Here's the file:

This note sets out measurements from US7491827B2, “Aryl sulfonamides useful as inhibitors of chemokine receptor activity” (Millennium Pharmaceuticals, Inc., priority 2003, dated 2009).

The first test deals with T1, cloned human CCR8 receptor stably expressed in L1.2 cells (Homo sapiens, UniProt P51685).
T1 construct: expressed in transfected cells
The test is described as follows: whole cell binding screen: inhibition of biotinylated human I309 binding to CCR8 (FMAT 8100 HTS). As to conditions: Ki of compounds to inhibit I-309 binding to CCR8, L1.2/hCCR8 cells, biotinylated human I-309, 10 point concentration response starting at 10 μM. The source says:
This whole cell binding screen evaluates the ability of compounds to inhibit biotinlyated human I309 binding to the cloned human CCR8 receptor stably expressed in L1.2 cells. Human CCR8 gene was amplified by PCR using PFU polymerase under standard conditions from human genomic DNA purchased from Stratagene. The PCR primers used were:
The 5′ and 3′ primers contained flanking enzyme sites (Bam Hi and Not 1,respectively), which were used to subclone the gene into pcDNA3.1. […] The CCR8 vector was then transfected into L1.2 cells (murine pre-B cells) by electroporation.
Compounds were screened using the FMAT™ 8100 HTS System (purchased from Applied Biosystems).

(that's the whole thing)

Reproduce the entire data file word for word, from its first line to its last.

This note sets out measurements from US7491827B2, “Aryl sulfonamides useful as inhibitors of chemokine receptor activity” (Millennium Pharmaceuticals, Inc., priority 2003, dated 2009).

The first test deals with T1, cloned human CCR8 receptor stably expressed in L1.2 cells (Homo sapiens, UniProt P51685).
T1 construct: expressed in transfected cells
The test is described as follows: whole cell binding screen: inhibition of biotinylated human I309 binding to CCR8 (FMAT 8100 HTS). As to conditions: Ki of compounds to inhibit I-309 binding to CCR8, L1.2/hCCR8 cells, biotinylated human I-309, 10 point concentration response starting at 10 μM. The source says:
This whole cell binding screen evaluates the ability of compounds to inhibit biotinlyated human I309 binding to the cloned human CCR8 receptor stably expressed in L1.2 cells. Human CCR8 gene was amplified by PCR using PFU polymerase under standard conditions from human genomic DNA purchased from Stratagene. The PCR primers used were:
The 5′ and 3′ primers contained flanking enzyme sites (Bam Hi and Not 1,respectively), which were used to subclone the gene into pcDNA3.1. […] The CCR8 vector was then transfected into L1.2 cells (murine pre-B cells) by electroporation.
Compounds were screened using the FMAT™ 8100 HTS System (purchased from Applied Biosystems).